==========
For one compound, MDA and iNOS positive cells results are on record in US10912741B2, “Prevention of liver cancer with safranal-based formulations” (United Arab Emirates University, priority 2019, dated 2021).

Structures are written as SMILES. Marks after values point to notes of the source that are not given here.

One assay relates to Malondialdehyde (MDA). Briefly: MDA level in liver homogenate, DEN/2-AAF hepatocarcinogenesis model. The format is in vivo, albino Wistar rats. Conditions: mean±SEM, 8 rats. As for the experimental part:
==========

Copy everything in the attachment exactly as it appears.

For one compound, MDA and iNOS positive cells results are on record in US10912741B2, “Prevention of liver cancer with safranal-based formulations” (United Arab Emirates University, priority 2019, dated 2021).

Structures are written as SMILES. Marks after values point to notes of the source that are not given here.

One assay relates to Malondialdehyde (MDA). Briefly: MDA level in liver homogenate, DEN/2-AAF hepatocarcinogenesis model. The format is in vivo, albino Wistar rats. Conditions: mean±SEM, 8 rats. As for the experimental part: